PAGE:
St. John Flora: Frangipani Caterpillars

St John Flora: Frangipani Caterpillars
Frangipani Caterpillars, Pseudosphinx tetrio

Frangipani Caterpillars are also called Frangipani Worms or Frangipani Hornworms because of the spike on their rear end.

They start out by hatching from eggs laid on the underside of the leaves of frangipani trees or sometimes allamanda bushes.

They grow quickly. Their skin is not flexible so they shed their skin as they grow. They may molt five or six times before they reach their full size.

Being that the sap of the frangipani is poisonous to most animals including human beings, the frangipani caterpillars have no enemies. Their bright color serves to warn potential predators not to indulge.

Meanwhile its been my experience that they will eat every last flower and every last leaf on the tree before they fall off and begin the next stage of their development.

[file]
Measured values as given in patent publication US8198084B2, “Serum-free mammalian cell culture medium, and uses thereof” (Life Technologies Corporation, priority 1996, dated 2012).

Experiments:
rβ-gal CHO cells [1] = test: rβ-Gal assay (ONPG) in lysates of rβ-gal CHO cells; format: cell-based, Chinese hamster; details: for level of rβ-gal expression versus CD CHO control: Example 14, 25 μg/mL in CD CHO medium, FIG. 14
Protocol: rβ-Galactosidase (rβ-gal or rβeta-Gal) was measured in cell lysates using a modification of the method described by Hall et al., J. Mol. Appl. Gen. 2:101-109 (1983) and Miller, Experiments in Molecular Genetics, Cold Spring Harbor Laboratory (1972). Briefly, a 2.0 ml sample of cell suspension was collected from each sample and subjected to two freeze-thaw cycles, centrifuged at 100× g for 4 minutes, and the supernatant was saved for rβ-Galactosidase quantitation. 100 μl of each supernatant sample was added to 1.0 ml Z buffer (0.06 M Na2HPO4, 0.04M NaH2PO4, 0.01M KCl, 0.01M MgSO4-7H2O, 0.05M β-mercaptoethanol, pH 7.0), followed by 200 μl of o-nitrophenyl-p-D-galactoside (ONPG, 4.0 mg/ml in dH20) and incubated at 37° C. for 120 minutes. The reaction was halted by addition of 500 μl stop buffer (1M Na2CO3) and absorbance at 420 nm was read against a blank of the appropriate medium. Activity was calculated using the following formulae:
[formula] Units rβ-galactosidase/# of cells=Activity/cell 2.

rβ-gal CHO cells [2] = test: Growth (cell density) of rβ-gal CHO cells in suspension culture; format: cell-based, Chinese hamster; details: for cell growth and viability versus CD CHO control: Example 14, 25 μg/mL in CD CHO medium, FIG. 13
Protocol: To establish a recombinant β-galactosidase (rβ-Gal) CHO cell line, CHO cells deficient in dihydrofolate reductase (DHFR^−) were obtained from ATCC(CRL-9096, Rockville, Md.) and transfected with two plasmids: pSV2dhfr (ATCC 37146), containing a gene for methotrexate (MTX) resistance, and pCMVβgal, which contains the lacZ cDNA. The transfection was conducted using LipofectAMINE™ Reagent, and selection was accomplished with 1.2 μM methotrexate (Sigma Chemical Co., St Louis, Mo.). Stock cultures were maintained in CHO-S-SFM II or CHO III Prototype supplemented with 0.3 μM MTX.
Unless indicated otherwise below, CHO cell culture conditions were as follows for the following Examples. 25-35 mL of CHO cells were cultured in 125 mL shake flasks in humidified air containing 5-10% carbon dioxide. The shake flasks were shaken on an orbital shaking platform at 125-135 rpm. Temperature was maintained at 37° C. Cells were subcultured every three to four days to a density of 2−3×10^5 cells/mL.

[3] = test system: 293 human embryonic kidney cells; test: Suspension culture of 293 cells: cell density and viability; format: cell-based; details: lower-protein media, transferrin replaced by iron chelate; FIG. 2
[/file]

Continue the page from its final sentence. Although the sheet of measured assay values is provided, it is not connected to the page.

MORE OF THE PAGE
The tree does not die, however, and new leaves will grow back. Looking under the tree are copious quantities of small black pellets that could only be caterpillar poop and my guess is that this fertilizes the tree to stimulate the next cycle of growth.

The caterpillars eventually fall off the tree and become become pupae, encased in a shell. Given time they will incubate and become large moths.

The moths also serve to help the tree grow back by acting as pollinators.

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